Anger over Danish cartoons that satirized the Prophet Muhammad continues to swell across the Muslim world and in countries with sizable Muslim-minority populations. The 12 cartoons depicting the Prophet as a terrorist first appeared at the end of September in a small Danish newspaper. In October Muslim ambassadors complained to the Danish Prime Minister. In mid-January a Norwegian paper reprinted the cartoons, and on February 1, a few papers in France, Germany, Italy, and Spain also reprinted them. This month demonstrations – often violent, with injuries and occasional loss of life – have erupted in more than a dozen countries. And Danish embassies in Lebanon, Syria, and Iran have been attacked.
Those supporting the right to publish – or republish – the controversial cartoons say the principle of freedom of the press takes precedence over the religious conviction of Muslims that any depiction of the Prophet constitutes a sacrilege. Patrick Jarreau of the daily newspaper Le Monde said French people typically favor freedom of the press above all other considerations when evaluating the merits of republishing the cartoons. Speaking with host Judith Latham, of VOA News Now’s International Press Club, Patrick Jarreau explained that France has a tradition of separation of church and state, and the freedom to criticize religion is highly valued. But France also has a large Muslim minority – nearly 10 percent – and there is “no use feeding the kind of anger that extremists in the world benefit from.” He added that his own paper had published an editorial stating that freedom of the press includes freedom of caricature, but it must be neither racist nor offensive to a group of people.
Egyptian journalist Mona Eltahawy, a columnist with the London-based pan-Arab newspaper Asharq al-Awsat, noted that the political uproar now circling the globe began as genuine anger among people in the Muslim world, although it took more than 4 months to ignite. She said she thinks it was orchestrated for the benefit of various governments in the Muslim world, which are “basically dictatorships” and would prefer to have their citizens’ rage directed towards the West. At the same time, Mona Eltahawy noted that Muslims are understandably upset at the way the Prophet was portrayed, although she questioned why the anger was “so exaggerated.” She suggested that a “state-and-the-mosque dynamic” might be in play and noted that religious symbols are associated with the only kind of opposition the average person in the Muslim world believes has any effect on “their various dictators.” She said her main worry is that both sides are trying to portray the controversy as a clash of civilizations.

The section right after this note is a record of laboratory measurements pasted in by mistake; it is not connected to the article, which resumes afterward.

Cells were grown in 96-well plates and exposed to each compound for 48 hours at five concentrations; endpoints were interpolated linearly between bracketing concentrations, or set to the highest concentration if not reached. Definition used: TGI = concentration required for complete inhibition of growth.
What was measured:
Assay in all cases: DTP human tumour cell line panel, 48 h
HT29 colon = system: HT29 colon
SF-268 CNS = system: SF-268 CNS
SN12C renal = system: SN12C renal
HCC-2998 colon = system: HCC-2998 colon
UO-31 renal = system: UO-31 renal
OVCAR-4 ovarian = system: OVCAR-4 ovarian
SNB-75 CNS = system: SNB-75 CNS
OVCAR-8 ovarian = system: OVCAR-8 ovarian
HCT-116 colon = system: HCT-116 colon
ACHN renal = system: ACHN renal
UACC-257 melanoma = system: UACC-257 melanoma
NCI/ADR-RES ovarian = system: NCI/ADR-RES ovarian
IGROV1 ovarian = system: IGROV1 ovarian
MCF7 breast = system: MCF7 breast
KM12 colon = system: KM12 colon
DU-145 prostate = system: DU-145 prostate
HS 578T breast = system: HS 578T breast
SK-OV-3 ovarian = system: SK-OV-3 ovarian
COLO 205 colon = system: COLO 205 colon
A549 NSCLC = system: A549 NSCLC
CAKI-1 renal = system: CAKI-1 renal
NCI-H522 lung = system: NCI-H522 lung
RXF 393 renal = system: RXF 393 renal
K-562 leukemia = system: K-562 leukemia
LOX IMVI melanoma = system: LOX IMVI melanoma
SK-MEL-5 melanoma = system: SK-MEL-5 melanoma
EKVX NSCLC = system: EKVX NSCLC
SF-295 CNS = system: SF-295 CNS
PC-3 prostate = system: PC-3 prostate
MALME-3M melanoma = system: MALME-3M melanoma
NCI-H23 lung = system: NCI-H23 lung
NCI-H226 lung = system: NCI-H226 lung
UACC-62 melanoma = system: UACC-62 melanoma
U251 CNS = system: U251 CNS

Matthias Rueb, Washington bureau chief for the Frankfurter Allgemeine Zeitung, said he thinks the obligation to defend freedom of speech must be paired with another obligation – to use freedom responsibly and try not to fuel ethnic and religious hatred. Furthermore, what is being revealed in the discussion is that there is a lot of misunderstanding between the majority population in European countries and the Muslim-minority population. He said the majority feels it is important to defend freedom of expression, while the minority feels it is neither “integrated nor really respected.” Mr. Rueb said his own paper decided not to republish the Danish cartoons, and most media outlets in Germany – as in the United States – have reported on them but not republished them.
The American-Muslim community has expressed its rejection of violence in response to the defamatory cartoons. Last Friday a State Department spokesman called the cartoons “offensive,” but added that the United States “vigorously defends” individuals’ right of expression. At the White House on Wednesday, President Bush and Jordan’s King Abdullah called for the violence to stop. And Secretary of State Condoleezza Rice accused Iran and Syria of exploiting the international controversy.
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